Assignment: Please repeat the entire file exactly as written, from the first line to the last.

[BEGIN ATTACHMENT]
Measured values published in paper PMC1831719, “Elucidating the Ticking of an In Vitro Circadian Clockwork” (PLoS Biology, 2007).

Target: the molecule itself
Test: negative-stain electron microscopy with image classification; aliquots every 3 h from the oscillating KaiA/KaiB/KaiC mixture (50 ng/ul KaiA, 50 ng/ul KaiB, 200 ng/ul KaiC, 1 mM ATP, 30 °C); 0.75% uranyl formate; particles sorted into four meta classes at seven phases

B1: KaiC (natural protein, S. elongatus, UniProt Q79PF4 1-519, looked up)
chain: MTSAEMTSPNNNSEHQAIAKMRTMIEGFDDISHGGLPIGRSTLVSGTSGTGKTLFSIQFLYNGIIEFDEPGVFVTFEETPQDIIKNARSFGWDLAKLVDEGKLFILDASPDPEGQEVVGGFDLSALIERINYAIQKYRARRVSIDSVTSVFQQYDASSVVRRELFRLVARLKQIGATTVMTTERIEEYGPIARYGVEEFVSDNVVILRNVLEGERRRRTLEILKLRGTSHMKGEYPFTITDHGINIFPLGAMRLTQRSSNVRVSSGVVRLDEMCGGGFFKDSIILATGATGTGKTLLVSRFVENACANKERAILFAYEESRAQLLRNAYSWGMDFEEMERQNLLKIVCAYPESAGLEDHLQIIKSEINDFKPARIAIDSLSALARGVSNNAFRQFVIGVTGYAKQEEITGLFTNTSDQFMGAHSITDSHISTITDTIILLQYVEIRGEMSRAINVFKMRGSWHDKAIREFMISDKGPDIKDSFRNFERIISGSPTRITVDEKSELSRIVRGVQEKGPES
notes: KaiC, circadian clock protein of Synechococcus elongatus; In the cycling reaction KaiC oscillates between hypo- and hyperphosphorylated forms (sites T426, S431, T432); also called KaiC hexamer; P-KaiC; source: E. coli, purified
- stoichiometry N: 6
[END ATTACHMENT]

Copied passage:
Measured values published in paper PMC1831719, “Elucidating the Ticking of an In Vitro Circadian Clockwork” (PLoS Biology, 2007).

Target: the molecule itself
Test: negative-stain electron microscopy with image classification; aliquots every 3 h from the oscillating KaiA/KaiB/KaiC mixture (50 ng/ul KaiA, 50 ng/ul KaiB, 200 ng/ul KaiC, 1 mM ATP, 30 °C); 0.75% uranyl formate; particles sorted into four meta classes at seven phases

B1: KaiC (natural protein, S. elongatus, UniProt Q79PF4 1-519, looked up)
chain: MTSAEMTSPNNNSEHQAIAKMRTMIEGFDDISHGGLPIGRSTLVSGTSGTGKTLFSIQFLYNGIIEFDEPGVFVTFEETPQDIIKNARSFGWDLAKLVDEGKLFILDASPDPEGQEVVGGFDLSALIERINYAIQKYRARRVSIDSVTSVFQQYDASSVVRRELFRLVARLKQIGATTVMTTERIEEYGPIARYGVEEFVSDNVVILRNVLEGERRRRTLEILKLRGTSHMKGEYPFTITDHGINIFPLGAMRLTQRSSNVRVSSGVVRLDEMCGGGFFKDSIILATGATGTGKTLLVSRFVENACANKERAILFAYEESRAQLLRNAYSWGMDFEEMERQNLLKIVCAYPESAGLEDHLQIIKSEINDFKPARIAIDSLSALARGVSNNAFRQFVIGVTGYAKQEEITGLFTNTSDQFMGAHSITDSHISTITDTIILLQYVEIRGEMSRAINVFKMRGSWHDKAIREFMISDKGPDIKDSFRNFERIISGSPTRITVDEKSELSRIVRGVQEKGPES
notes: KaiC, circadian clock protein of Synechococcus elongatus; In the cycling reaction KaiC oscillates between hypo- and hyperphosphorylated forms (sites T426, S431, T432); also called KaiC hexamer; P-KaiC; source: E. coli, purified
- stoichiometry N: 6